Whether "certain" means dogmatically insistent on, logically convinced by, or temperamentally predisposed towards a given conclusion about god, freedom, or morality (etc.), acting as if only works in the pragmatic sense when belief and action are in accord, not when they contradict one another. And acting on beliefs rooted in one's temperamant and sensibility but inconclusively supported by coercive evidence is not dishonest, unless the evidence for a competing conclusion is compelling.
Consider James's climber:
Suppose, for example, that I am climbing in the Alps, and have had the ill-luck to work myself into a position from which the only escape is by a terrible leap. Being without similar experience, I have no evidence of my ability to perform it successfully; but hope and confidence in myself make me sure I shall not miss my aim, and nerve my feet to execute what without those subjective emotions would perhaps have been impossible. But suppose that, on the contrary, the emotions of fear and mistrust preponderate; or suppose that, having just read the Ethics of Belief, I feel it would be sinful to act upon an assumption unverified by previous experience,--why, then I shall hesitate so long that at last, exhausted and trembling, and launching myself in a moment of despair, I miss my foothold and roll into the abyss. In this case (and it is one of an immense class) the part of wisdom clearly is to believe what one desires; for the belief is one of the indispensable preliminary conditions of the realization of its object. _There are then cases where faith creates its own verification_. Believe, and you shall be right, for you shall save yourself; doubt, and you shall again be right, for you shall perish. The only difference is that to believe is greatly to your advantage.The mountain abyss is no impenetrable brick wall, or at least the climber is not compelled to think so. It is a daunting challenge, which our climber will meet only on condition that he muster his most vital "subjective energies." Unless he's a fatalist with a death wish, he'll regard the outcome of his plight as indeterminate, but possibly responsive to his best effort. Sometimes, as Icelanders know, "being stuck is a state of mind."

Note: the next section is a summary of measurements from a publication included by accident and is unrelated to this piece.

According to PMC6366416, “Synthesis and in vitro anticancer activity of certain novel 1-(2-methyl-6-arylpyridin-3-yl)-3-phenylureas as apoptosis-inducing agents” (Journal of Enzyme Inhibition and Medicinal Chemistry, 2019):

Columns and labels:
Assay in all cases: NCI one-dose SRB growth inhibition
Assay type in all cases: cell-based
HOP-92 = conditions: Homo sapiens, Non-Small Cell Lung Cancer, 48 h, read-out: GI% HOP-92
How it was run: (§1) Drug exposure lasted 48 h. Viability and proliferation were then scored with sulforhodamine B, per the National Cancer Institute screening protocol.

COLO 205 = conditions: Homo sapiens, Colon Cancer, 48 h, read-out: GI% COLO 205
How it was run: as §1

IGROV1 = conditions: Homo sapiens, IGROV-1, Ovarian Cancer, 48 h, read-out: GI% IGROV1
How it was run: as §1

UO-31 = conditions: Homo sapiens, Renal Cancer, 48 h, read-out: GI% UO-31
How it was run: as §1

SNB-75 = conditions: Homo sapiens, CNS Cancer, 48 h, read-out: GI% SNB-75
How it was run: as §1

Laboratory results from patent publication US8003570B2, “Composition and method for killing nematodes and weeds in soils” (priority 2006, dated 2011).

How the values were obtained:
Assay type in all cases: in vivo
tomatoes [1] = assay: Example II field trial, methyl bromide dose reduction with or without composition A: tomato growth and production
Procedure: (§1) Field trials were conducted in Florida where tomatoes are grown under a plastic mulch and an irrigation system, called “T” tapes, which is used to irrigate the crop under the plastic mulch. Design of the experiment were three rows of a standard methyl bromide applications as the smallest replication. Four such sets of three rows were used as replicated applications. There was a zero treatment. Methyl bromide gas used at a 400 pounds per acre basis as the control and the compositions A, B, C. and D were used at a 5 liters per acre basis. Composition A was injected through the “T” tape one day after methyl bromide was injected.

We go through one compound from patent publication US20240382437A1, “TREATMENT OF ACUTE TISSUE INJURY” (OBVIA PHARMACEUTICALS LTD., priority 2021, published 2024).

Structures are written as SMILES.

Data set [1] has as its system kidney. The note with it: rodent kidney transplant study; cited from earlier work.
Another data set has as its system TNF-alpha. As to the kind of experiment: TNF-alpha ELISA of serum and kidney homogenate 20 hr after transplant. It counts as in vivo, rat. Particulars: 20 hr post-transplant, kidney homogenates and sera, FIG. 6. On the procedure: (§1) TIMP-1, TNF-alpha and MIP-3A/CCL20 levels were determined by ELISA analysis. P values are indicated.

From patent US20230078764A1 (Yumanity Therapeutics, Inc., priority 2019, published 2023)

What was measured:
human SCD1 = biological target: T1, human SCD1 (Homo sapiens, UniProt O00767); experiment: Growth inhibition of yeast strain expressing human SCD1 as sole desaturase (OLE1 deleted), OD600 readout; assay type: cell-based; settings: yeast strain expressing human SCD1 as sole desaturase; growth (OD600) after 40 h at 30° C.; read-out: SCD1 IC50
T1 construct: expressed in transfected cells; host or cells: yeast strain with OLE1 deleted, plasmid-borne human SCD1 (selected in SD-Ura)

Irwin's final paragraph acknowledges the disingenuity of asserting religious and ethical "fictions" and violating one's own convictions, but treats free will as a special case. "I cannot believe in free will, but I can accept it." No. When you face your terminal leap - as we all do, much more frequently than we know - you'll be a believer.
And that's a nice (unpremeditated) segue to Kierkegaard on Monday... though possibly not to Russell on Tuesday.